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Monday 23 July 2012

La Boheme at Glyndebourne


I didn't feel moved to write a full review of this at the time, and nor will I now: McVicar's now decade old updating is fine but not all that interesting, and though I think this is probably Puccini's finest opera it's not one I particularly love.

The entire cast were very decent, but I'll just talk about a few singers here.

Nahuel di Pierro's Colline was absolutely incredible - the richest, chocolatyist lyric bass-baritone sound you can imagine, beautifully produced and apparently effortlessly too. I have no idea why he wasn't in a more major role in this festival but I'm keeping my fingers crossed for next festival - maybe a Figaro, or a luxury Harlekin in Ariadne? Does he have the high notes?

Irina Iordachescu's Musetta was very interesting - she has the timbre of a mezzo, but seems to have an easy upper extention, and I liked the husky darkness of her voice in this role - it gives her a mildly grimy, seemy edge that contrasts wonderfully with Scherbachenko's Mimi and was entirely appropriate for this production.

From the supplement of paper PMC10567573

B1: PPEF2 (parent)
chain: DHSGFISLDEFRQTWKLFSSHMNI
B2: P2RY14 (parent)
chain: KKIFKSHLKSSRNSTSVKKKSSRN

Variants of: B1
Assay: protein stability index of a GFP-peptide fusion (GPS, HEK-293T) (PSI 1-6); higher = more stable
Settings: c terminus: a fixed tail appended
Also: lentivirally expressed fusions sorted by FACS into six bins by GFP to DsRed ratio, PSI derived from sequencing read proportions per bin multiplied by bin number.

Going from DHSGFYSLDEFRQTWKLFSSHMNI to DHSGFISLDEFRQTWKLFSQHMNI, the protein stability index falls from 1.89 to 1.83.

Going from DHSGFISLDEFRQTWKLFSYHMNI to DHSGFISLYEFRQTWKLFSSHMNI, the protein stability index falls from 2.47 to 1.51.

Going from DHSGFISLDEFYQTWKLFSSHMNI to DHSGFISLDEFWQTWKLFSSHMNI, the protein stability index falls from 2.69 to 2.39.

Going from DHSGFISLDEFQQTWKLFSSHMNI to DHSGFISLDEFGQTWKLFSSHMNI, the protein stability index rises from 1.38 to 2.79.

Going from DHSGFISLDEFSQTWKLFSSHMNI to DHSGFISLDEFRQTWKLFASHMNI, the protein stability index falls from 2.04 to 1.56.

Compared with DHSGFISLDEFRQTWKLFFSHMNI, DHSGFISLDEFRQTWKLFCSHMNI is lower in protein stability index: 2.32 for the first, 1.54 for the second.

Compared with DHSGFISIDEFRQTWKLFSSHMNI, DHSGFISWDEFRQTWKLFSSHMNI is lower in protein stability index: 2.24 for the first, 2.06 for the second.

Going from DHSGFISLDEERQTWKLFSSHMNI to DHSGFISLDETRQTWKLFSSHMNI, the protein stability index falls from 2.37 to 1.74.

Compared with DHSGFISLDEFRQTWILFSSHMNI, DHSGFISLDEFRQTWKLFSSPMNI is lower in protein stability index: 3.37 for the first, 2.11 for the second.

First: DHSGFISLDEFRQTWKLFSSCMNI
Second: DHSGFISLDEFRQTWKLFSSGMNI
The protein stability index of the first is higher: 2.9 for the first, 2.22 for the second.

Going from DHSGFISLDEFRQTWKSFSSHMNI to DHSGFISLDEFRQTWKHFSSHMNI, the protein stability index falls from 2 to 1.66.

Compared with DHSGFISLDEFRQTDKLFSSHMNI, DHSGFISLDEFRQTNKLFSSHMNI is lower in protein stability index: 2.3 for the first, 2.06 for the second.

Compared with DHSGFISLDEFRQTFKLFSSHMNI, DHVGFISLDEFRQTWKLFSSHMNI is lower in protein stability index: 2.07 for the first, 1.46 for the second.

Ekaterina Scherbachenko's Mimi was a mixed - in the first act, she did not sound good at all, with a rather harsh tone, and nary a phrase would pass without serious intonation issues. She improved throughout the evening though, and was already better in Act 2, and then better again in Act 3, and by Act 4 was making some really lovely sounds and her tuning was immaculate. Strange thing. She's not a natural actress and seemed a bit lost amongst all the other larger than life characters, but s

The Glyndebourne orchestra sounded absolutely fantastic under Kirill Karabits to an almost show stealing extent - the orchestral colours glowed and danced under the voices with a sweep and naturalness that carried the action along beautifully. One of the great boons of there being such a long rehearsal period at Glyndebourne, and also the runs being so long is surely the benefit to the orchestra - the ensemble, rapor, accuracy and detail is just so much better than can be expected from the working conditions necessitated by the way the ENO or ROH are organised and run. Magic stuff.

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